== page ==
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Privatization In Russia Essay

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For some, the privatization of Russian industry has been one of the great success stories of Russia’s painful economic transition: quick, firm and radical action was taken to shift the great bulk of Russian industry out of state hands, thereby laying the basis for a radical restructuring of enterprises and improvements in their performance. Others see privatization as a best a failure, at worst a catastrophe. Not surprisingly those opposed to the market and economic reform as a whole share this view. But many commentators who see themselves as supporters of reform find plenty in Russian privatization to criticize: the process led to the transfer of ownership to inappropriate people and as a consequence no beneficial restructuring of enterprises or the economy can be expected.

While this paper will attempt to cover the three key facets of privatization: that enterprises be transferred to private ownership; that the new owners be able de jure and de facto to exercise ownership rights; and, finally and ultimately most importantly, that the new owners exercise their ownership rights in such a way as to bring about improvements in enterprise performance. The key issues to be surveyed, therefore, are: who as a result of privatization obtained ownership of Russian industrial assets, and are they appropriate owners; can new owners, particularly if they are appropriate owners, exercise their ownership rights; and has privatization led to improvements in enterprise performance? The paper will deal with privatization only within the industrial sector; thereby ignoring the highly controversial privatization’s of the last twelve months or so in the energy and utility sectors.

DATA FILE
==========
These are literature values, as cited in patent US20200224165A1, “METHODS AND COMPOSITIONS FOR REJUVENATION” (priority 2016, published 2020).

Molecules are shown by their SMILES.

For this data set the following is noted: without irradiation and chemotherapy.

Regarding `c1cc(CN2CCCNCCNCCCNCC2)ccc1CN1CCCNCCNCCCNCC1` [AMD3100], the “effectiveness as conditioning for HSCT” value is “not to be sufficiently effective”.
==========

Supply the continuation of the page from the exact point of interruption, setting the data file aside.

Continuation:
Who are the new owners?

Global data showing about 70% of GNP being produced in the private sector reflects the high levels of privatization of industrial enterprises, with the great bulk of enterprises having been privatized by mid-1994. However privatization does not necessarily mean the complete removal of the state from an equity involvement in enterprises.

State ownership. The state retains shareholdings in a significant number of privatized enterprises on the basis of government decrees declaring the ‘strategic significance for national security’ of the enterprise. Shareholdings range from 20 to 51 per cent or a Golden Share (a single share giving veto rights over certain strategic iss...


... middle of paper ...


...nagers does not stand up. The indications are that they knew what they were doing and judged that outside owners would eventually assert themselves.

Gradually they are doing so, and gradually they are improving their ability to exercise and enforce their ownership rights. Sometimes they are doing so in ways that are no less reprehensible than the methods of the manager-owners. There are also reasons to be concerned about the long-term consequences of the sort of bank-dominated and highly integrated ownership that many of the outsiders have brought. The best that can be said at this stage is that all modern economies have at their peak a corporate sector dominated by large integrated institutions.

Clearly the private sector, and thereby privatization, has to bear some responsibility for an economy in which it has a 70% share but which is unable to provide in anything like adequate proportions growth or welfare. But in this there are other factors also at work. Indeed there are some small indications, at both macro- and micro-levels, of a positive correlation between private ownership and good performance. With time that correlation could well become stronger and more evident.



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